Part 2 of the Voyennaya mysl article focuses specifically on methods of evaluating and calculating indicators of combat capability for tactical units.
Every unit possessing personnel, arms and equipment, and necessary material supplies has combat capability. The level of combat capability multiplies the following factors:
- The quantitative level of personnel, arms and equipment, and supplies.
- The suitability of arms and equipment.
- The quality of supplies.
- The condition of personnel (morale-psychological and physical, discipline, professional training, and combat integration).
- The condition of the command and control system.
Decrements in each of the factors take the theoretical armaments potential of 1 down to a combat capability level of .43 in the author’s example.
He goes on to show how each of the factors themselves are individually broken down and evaluated. What could be called sub-factors in them are each evaluated by a familiar excellent (1), good (.95), or satisfactory (.9) standard. He describes how of positive, good, and excellent training evaluations are converted into the professional training sub-factor. He has an interesting chart showing things like less than 70 percent positive evaluations is an unsatisfactory, not less than 70 percent positive evaluations is a satisfactory, etc.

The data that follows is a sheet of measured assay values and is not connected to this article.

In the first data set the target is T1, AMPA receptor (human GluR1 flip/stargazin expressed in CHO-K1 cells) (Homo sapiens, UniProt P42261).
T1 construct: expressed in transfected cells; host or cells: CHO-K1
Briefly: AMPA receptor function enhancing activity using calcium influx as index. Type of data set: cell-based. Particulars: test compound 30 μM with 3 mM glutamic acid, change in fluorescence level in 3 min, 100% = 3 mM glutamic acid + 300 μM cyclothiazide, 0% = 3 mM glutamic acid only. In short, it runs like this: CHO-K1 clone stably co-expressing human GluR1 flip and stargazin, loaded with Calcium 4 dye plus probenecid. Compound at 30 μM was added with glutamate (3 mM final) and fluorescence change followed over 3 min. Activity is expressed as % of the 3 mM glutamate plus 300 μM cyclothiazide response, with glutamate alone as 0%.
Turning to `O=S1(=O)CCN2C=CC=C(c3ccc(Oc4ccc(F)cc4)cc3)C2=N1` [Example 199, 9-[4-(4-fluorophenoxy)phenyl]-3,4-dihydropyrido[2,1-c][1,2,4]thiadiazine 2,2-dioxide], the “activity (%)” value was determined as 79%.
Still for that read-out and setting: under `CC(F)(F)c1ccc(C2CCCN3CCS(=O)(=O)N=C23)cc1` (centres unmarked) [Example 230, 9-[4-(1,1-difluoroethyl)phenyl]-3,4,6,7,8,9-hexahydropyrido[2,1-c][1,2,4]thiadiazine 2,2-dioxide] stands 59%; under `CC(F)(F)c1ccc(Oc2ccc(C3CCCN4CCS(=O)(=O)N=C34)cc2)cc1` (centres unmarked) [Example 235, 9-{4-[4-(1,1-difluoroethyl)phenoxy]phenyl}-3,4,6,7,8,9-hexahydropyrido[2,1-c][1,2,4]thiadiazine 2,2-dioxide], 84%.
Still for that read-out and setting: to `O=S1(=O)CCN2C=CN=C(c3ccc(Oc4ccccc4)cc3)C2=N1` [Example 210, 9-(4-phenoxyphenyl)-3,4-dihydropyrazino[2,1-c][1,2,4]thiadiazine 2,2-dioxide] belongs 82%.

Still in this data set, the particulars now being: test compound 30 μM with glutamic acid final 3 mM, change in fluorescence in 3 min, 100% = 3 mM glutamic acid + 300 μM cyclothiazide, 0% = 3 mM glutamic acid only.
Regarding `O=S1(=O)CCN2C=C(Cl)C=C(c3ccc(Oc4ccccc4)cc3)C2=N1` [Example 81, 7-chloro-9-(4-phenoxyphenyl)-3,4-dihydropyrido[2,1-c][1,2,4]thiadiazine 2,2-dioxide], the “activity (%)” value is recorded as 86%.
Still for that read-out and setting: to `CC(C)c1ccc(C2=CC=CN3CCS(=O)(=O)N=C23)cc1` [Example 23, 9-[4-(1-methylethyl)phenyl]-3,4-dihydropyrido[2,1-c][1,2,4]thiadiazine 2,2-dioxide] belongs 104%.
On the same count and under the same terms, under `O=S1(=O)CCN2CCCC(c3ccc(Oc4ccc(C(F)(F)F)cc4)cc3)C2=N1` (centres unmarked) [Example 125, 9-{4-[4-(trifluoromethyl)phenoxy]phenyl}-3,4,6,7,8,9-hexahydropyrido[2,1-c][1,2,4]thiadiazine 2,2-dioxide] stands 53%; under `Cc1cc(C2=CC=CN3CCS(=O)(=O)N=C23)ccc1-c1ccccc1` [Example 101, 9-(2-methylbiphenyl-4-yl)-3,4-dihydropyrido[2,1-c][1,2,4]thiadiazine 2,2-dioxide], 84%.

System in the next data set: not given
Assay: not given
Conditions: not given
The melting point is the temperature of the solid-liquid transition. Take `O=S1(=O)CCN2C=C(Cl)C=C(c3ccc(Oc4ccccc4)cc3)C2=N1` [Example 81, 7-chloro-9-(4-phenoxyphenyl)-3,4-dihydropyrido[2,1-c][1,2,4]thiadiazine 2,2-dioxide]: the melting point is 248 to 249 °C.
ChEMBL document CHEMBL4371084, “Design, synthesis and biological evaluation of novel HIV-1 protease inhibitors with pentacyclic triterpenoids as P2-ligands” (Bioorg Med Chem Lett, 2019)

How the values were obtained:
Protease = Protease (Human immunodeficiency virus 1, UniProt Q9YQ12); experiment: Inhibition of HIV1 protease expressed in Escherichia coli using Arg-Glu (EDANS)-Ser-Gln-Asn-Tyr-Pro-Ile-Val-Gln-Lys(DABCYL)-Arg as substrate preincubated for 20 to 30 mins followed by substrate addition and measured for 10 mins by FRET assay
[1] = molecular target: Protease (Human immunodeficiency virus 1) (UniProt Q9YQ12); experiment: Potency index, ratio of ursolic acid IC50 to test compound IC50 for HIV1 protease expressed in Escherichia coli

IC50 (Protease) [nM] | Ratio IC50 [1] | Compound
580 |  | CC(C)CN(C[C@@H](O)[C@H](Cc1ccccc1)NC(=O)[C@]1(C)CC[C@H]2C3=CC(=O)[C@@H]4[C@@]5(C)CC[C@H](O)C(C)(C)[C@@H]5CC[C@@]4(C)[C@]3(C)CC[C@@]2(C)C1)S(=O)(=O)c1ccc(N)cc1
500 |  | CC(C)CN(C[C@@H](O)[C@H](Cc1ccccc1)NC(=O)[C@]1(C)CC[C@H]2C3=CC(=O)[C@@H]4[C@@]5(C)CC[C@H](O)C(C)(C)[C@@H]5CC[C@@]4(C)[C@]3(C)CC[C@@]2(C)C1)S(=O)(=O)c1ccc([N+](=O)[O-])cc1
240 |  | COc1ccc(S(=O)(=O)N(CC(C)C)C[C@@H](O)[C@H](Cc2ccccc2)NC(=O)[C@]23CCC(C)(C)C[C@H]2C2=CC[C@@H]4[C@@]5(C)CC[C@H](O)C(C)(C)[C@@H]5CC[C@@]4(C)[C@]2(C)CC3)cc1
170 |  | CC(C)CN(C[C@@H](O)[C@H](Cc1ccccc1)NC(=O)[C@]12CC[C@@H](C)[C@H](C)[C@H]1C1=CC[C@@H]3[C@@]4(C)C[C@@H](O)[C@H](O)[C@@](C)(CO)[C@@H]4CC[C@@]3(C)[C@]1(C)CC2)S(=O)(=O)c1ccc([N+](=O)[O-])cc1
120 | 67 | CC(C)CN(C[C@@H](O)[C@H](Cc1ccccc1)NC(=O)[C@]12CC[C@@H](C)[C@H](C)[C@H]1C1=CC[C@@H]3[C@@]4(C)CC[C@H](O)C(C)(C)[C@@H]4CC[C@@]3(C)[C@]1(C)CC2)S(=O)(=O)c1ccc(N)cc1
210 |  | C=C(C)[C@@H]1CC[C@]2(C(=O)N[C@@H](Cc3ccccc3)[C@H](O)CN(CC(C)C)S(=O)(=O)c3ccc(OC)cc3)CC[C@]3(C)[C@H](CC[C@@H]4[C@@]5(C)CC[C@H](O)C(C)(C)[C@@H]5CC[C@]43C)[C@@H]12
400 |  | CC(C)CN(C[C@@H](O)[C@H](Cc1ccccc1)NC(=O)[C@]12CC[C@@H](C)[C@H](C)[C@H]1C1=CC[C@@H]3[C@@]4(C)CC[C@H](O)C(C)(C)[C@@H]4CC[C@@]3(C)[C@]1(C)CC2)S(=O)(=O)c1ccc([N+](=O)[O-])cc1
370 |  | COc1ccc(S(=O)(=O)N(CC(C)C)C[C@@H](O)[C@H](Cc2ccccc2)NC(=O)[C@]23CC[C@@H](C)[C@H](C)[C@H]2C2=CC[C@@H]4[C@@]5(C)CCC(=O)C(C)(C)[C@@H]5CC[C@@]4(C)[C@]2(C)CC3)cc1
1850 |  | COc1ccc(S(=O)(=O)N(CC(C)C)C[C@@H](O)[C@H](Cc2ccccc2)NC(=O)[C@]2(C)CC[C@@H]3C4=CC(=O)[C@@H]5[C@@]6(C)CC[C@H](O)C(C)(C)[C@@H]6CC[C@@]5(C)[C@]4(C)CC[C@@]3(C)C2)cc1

The author summarizes by saying his approach allows for identifying problem areas in combat capability with an eye to improving combat potential. The results of inspections can be used to evaluate soldiers and then the entire sub-unit. So 60 percent of soldiers at excellent (.8), 20 percent at good (.7), 15 percent at satisfactory (.6), and 5 percent at unsatisfactory (.4) gives the sub-unit an overall evaluation of .73. This has to be multiplied against the quantitative first bullet above, if it’s .8, then .73 x .8 yields a combat capability level of .584.
The point is, at this working military academic level, the Russians have what might be a fairly rigorous methodology for evaluating their own combat capability. Who knows if the high command thinks this way when it talks publicly, but combat capability clearly isn’t the same thing as combat readiness. And the concept of battle readiness needs a closer look.